Washington — The day after news broke of a national college admissions scandal that involved a tennis coach at Georgetown University, some undergraduate students expressed hope that the revelations will lead to deeper discussions about a system that unfairly benefits children of privilege.
The scandal was a main topic of discussion among the hundreds of students gathered on the school's main quad around club tables, picnic blankets and food stands that were part of a weekly on-campus farmer's market. In many aspects, the scene might have looked like the idyllic college experience to the number of prospective student groups touring the university on a warm and sunny afternoon.
Georgetown is one of more than five elite universities mentioned in the Justice Department's racketeering indictment that charged 50 people — including 33 parents — with illegally cheating the system to gain unqualified applicants' admittance to top universities. The scheme was orchestrated by William Singer, the founder of a college preparatory business known as The Key, who helped students cheat on standardized tests and used money from parents to bribe college athletics coaches to secure spots for their children.
Michael Stricker, a junior from Westchester, New York, described the story as the type of thing "everyone is talking about."
"The conversations have really stemmed from people wanting to see, 'Oh this is the worst thing ever,' or on the other spectrum people being like, 'Well we kind of look at college admissions as an objective thing when in reality it's super subjective,' " Stricker told NCR.
Other students described a scramble among the student body to figure out all the details of the reports. Students interviewed by NCR said they want to know exactly how Georgetown was involved and what the university knew about the scheme before criticizing the university or calling for specific actions.
Gordon Ernst — head coach of Georgetown's men's and women's tennis teams for 12 seasons — was the first name listed in the indictment released by federal authorities March 12. The document alleges Ernst was involved in falsely designating 12 applicants as tennis recruits to help them be admitted. In a letter to the Georgetown community, university officials wrote that the university "was not aware of any alleged criminal activity or acceptance of bribes by Mr. Ernst until it was later contacted by the U.S. Attorney's Office." The letter stated that Georgetown then launched an internal investigation into Ernst's conduct and "he separated from the University in 2018."
Some students said they were satisfied with the university's response so far.
"It's going to be interesting to see what they do about the students but the fact that the tennis coach was dismissed and Georgetown had an internal investigation. I think they did what they could once they found out," said George Ferridge, a junior from Massachusetts.
Ferridge said that he is interested to see what further actions the administration will take.
"I think their response will be very telling, and I think the entire reaction to the story is going to be telling of college applications heading into the future," he said.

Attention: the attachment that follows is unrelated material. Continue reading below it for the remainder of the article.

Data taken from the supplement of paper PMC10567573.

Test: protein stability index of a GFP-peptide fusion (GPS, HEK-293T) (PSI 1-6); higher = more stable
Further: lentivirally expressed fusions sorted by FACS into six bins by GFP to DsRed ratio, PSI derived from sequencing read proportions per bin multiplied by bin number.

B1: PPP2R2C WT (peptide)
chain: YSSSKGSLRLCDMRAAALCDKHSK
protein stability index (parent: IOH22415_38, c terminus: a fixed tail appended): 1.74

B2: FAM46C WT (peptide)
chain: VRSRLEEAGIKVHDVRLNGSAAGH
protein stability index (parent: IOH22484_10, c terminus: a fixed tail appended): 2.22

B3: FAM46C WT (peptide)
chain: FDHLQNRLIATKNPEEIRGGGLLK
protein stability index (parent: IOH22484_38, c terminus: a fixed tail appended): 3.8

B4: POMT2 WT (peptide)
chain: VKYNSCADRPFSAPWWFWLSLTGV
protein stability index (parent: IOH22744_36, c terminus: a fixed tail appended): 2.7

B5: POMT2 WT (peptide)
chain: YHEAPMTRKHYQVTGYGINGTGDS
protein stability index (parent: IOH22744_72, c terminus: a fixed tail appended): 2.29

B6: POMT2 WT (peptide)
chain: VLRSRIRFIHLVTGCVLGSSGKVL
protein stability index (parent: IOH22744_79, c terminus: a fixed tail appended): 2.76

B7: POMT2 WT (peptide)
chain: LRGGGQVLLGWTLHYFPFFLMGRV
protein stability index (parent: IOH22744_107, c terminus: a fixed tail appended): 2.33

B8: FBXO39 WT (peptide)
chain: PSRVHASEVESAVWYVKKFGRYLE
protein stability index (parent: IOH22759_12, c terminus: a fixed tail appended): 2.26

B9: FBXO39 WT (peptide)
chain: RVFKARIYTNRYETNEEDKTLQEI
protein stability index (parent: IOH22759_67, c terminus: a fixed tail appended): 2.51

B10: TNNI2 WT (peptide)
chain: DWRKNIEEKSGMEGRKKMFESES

Junior Rachel Eherhart from New Jersey described some concern with the language the university used in the letter from the administration.
"They used the word 'victim' to describe the university which I think is not completely accurate because I think the real victims are the people who didn't get in as a result of the scheme," said Eherhart.
Students say that the scandal has pushed some of them to reflect on the effect wealth plays not just in the college admissions process, but also campus culture in general.
"It's already had a strong impact in the 24 hours that it's been known," said Eherhart. "It's made a huge commotion, people are taking note of it more than the usual 'rich kids jokes.' "
The New York Times reported that the median family income among Georgetown students is $229,100, with 74 percent of the student body coming from the top 20 percent of income percentile and 21 percent of the student body from the top 1 percent.
First-year student Taylor Kahn-Perry told NCR that "the culture of boarding schools" is very new to her, coming from a public arts school in Charleston, South Carolina. She said that learning about "this event in that new context is very interesting."
Multiple students expressed how conversations surrounding the scandal have pushed them to reflect on the more nuanced ways the college admissions process benefits the wealthy.
"I think we hope that this is a moment where we can start to have a conversation about the way that the college admissions process is really elitist and does favor the wealthy in a lot of ways," Kahn-Perry said. "And a lot of legal ways."
Stricker mentioned the "side doors" — an expression used in the New York Times article — where parents sometimes pay hundreds of thousands of dollars in the form of a donation to help their child's chances of being admitted. Being able to afford SAT and ACT tutors, support for learning disabilities, access to quality preschool, and even having parents who read to you as a child were all mentioned as subtle ways wealth influences the admissions process.
"I think it all boils down to that income disparity that gives students unfair advantages," said Ferridge. "A lot of us may have capitalized on that, not to the point of fraud, but there are fundamental flaws in the college admissions process that I really think need to be ironed out."
[Jesse Remedios is an NCR Bertelsen intern. His email address is firstname.lastname@example.org.]
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